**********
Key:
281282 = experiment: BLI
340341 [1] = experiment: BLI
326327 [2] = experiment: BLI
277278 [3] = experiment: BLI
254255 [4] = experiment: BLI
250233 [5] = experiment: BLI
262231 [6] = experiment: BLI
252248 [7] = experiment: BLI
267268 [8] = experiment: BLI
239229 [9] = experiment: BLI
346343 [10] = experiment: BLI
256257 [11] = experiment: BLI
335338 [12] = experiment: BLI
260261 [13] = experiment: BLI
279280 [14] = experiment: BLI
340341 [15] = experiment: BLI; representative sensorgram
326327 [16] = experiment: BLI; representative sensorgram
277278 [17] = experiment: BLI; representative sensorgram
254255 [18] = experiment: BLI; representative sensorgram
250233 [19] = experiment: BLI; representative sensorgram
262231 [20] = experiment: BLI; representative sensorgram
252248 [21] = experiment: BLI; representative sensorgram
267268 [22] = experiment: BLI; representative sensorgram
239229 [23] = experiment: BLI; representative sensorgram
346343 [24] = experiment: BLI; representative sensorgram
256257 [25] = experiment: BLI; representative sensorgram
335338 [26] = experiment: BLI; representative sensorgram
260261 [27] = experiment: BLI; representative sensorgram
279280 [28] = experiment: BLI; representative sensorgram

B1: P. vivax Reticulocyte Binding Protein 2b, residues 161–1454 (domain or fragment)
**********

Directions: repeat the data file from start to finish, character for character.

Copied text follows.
Key:
281282 = experiment: BLI
340341 [1] = experiment: BLI
326327 [2] = experiment: BLI
277278 [3] = experiment: BLI
254255 [4] = experiment: BLI
250233 [5] = experiment: BLI
262231 [6] = experiment: BLI
252248 [7] = experiment: BLI
267268 [8] = experiment: BLI
239229 [9] = experiment: BLI
346343 [10] = experiment: BLI
256257 [11] = experiment: BLI
335338 [12] = experiment: BLI
260261 [13] = experiment: BLI
279280 [14] = experiment: BLI
340341 [15] = experiment: BLI; representative sensorgram
326327 [16] = experiment: BLI; representative sensorgram
277278 [17] = experiment: BLI; representative sensorgram
254255 [18] = experiment: BLI; representative sensorgram
250233 [19] = experiment: BLI; representative sensorgram
262231 [20] = experiment: BLI; representative sensorgram
252248 [21] = experiment: BLI; representative sensorgram
267268 [22] = experiment: BLI; representative sensorgram
239229 [23] = experiment: BLI; representative sensorgram
346343 [24] = experiment: BLI; representative sensorgram
256257 [25] = experiment: BLI; representative sensorgram
335338 [26] = experiment: BLI; representative sensorgram
260261 [27] = experiment: BLI; representative sensorgram
279280 [28] = experiment: BLI; representative sensorgram

B1: P. vivax Reticulocyte Binding Protein 2b, residues 161–1454 (domain or fragment)